The Water Research Commission’s (WRC’s) emerging national wastewater surveillance programme has reached a milestone as it moves from the first phase proof-of-concept into a “catalysing” pilot phase.
The WRC launched the first stage towards the development of a national wastewater surveillance programme in May to track the prevalence of the virus in communities through wastewater surveillance and monitoring.
The tracing of the Covid-19 spread in sewered wastewater treatment systems and non-sewered sanitation systems provides information that could track and trace and signal hotspots of community transmissions in developing regions that may not be able to afford or implement mass screening programmes to uncover new infections and provide early warning of resurgence of the outbreak.
The proof-of-concept phase, based on a continuous five weeks of weekly sampling of several wastewater treatment plants in hotspot metropolitans in Gauteng, the Western Cape, the Free State, KwaZulu-Natal and the Eastern Cape, led to the detection of severe acute respiratory syndrome coronavirus 2, or SARS-CoV-2, ribonucleic acid fragments in faeces within the wastewater and sanitation environment. No infective strain has been confirmed as yet.
“The results are giving us enough rationale to expand and apply some of the methods that we have already tweaked and fine-tuned so that we can expand the sampling, include more municipalities, and pair this with capacity building as we bring more laboratories on board,” said WRC drinking water quality and treatment research manager Dr Nonhlanhla Kalebaila.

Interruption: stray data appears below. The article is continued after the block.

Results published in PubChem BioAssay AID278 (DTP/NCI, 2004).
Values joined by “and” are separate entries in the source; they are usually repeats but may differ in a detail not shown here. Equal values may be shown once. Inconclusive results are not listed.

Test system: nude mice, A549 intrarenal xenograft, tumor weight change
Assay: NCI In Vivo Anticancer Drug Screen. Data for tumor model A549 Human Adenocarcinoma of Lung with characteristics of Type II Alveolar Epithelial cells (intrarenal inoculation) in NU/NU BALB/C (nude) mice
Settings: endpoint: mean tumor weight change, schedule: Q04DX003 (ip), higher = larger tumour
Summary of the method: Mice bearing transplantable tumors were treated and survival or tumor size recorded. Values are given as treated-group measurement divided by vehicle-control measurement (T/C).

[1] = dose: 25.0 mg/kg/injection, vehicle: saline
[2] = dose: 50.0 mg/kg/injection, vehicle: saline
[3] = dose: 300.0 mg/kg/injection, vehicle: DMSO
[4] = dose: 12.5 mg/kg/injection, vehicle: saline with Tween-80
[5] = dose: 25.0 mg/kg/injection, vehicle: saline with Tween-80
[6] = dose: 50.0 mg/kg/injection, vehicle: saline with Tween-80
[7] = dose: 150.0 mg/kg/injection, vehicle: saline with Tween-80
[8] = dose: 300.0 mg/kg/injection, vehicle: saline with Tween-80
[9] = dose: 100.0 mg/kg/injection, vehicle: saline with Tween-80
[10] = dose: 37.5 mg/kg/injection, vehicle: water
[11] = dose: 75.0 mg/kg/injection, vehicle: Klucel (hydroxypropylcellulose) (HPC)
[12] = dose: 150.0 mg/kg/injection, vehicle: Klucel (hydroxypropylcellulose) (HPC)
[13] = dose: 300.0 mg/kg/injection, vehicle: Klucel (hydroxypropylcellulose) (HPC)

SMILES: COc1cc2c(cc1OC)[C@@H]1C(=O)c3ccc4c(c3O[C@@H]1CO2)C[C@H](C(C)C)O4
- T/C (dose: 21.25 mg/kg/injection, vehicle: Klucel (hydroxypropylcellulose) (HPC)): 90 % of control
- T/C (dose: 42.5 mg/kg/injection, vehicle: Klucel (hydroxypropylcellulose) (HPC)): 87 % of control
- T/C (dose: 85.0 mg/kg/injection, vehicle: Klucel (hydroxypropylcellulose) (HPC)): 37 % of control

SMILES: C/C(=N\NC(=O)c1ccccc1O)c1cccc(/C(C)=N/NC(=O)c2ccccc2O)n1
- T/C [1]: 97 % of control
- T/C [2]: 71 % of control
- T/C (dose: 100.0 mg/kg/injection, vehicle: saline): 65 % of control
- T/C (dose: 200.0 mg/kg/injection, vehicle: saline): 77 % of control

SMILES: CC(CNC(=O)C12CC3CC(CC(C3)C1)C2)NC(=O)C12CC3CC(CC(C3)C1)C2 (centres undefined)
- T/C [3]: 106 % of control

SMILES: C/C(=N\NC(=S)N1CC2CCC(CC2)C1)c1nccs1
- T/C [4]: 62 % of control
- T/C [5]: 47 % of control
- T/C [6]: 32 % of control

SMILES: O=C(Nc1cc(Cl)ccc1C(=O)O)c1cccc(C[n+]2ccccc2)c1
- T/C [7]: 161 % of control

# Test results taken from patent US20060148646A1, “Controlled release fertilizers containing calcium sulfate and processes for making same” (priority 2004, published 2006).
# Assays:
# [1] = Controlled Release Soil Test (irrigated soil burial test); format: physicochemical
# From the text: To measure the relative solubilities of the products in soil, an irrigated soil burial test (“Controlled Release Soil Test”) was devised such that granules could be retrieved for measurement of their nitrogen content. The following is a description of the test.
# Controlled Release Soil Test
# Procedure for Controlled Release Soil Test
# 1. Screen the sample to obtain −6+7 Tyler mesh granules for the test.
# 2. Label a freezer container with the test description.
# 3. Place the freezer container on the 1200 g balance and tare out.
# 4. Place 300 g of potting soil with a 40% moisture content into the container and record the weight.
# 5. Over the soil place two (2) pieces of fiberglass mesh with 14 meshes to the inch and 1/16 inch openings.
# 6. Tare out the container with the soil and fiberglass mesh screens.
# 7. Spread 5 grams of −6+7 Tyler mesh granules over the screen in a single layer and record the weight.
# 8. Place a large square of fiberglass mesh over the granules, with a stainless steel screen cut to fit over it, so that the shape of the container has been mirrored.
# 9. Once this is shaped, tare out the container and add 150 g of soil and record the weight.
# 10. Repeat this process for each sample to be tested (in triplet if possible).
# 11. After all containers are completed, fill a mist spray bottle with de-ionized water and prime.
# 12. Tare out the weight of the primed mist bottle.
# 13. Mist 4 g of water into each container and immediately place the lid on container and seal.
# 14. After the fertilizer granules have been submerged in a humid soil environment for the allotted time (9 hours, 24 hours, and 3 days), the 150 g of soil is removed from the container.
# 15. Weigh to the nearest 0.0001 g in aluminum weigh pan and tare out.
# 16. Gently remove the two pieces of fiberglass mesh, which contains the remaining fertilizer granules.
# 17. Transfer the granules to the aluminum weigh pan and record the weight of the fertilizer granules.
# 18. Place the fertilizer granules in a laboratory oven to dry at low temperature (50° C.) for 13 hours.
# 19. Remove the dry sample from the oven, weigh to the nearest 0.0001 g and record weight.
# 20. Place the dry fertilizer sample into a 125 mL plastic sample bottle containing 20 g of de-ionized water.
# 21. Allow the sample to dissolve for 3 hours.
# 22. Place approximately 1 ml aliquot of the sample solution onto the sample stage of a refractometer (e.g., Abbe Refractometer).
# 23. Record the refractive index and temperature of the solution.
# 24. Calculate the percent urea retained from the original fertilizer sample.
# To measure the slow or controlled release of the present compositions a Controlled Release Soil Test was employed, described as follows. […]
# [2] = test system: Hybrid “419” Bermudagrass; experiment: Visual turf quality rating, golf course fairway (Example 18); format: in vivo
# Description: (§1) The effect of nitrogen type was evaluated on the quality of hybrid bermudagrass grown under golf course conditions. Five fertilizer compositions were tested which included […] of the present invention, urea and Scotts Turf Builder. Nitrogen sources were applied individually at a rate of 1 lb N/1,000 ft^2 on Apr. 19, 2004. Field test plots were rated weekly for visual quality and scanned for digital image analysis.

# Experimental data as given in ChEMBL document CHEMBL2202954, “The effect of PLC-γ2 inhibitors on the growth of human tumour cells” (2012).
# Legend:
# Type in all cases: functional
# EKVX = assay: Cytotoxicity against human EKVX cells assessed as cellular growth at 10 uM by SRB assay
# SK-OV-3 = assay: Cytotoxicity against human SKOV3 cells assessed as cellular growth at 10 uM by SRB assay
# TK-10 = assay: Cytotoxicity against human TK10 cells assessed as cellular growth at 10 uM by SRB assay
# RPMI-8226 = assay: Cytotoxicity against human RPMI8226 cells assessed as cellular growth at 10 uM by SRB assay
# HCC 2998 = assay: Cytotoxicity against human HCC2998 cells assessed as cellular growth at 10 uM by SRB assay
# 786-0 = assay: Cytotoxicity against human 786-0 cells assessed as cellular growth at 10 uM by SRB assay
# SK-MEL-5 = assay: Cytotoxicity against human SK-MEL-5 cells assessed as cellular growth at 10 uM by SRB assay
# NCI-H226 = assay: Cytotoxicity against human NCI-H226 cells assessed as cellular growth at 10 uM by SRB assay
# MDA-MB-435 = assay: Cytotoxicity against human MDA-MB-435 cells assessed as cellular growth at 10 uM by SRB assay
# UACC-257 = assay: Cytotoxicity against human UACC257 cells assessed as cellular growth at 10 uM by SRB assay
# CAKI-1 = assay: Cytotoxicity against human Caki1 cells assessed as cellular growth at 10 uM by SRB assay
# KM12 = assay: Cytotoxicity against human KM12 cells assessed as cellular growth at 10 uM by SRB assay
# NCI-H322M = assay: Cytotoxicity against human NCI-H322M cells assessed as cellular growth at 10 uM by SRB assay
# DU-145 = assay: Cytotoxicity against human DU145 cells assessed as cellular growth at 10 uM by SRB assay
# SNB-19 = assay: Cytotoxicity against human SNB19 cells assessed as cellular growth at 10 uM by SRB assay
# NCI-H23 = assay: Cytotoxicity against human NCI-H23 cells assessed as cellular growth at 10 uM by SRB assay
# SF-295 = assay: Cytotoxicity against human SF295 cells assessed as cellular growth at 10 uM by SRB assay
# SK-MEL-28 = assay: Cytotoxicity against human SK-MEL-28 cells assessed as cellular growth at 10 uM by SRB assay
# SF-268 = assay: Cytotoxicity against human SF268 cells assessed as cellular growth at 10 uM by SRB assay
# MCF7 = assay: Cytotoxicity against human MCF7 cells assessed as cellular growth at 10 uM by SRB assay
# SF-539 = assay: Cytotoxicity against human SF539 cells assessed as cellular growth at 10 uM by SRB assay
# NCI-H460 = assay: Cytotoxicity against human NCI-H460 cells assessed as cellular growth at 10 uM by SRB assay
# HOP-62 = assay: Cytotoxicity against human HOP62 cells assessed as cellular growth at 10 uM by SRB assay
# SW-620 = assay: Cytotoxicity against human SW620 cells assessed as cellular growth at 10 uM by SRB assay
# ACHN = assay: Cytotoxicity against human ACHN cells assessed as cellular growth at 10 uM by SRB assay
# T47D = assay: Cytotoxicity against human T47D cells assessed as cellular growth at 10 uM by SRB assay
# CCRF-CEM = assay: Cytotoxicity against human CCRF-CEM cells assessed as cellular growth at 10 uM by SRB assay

“This is a turning point in our efforts around moving from the first phase in establishing the science and the methodologies into this pilot phase of organising the logistics around a more proper wastewater-based surveillance initiative,” added WRC water use and waste management executive manager Jay Bhagwan, kicking off the launch of the second phase of the national wastewater surveillance programme in South Africa.
In the second phase, a wider network for pilot scale testing will be implemented across pre-defined communities in South Africa, continued National Institute for Communicable Diseases (NICD) Centre for Vaccines and Immunology head Dr Melinda Suchard.
The pilot phase of the national scale-up in the next six to 12 months will target urban metropolitan areas, including several wastewater plants throughout Johannesburg, Tshwane, Ekurhuleni, eThekwini, the City of Cape Town, Port Elizabeth and Buffalo City.
The NICD, in partnership with the WRC will coordinate the network of participating laboratories, while the Department of Health (DoH), in collaboration with municipalities and other stakeholders, will be responsible for site selection in each province, she said.
The data will be provided to the National Covid-19 Incident Management Team at the DoH.
“This is a very significant and important development for South Africa and puts us among the global leaders in science and development of Covid-19 surveillance. This outcome is supported by several other initiatives in the country confirming this situation.
“More so this is evidence and confidence that wastewater and water quality surveillance can complement the national individual testing programme and has thus created the impetus to move into a pilot initiative.”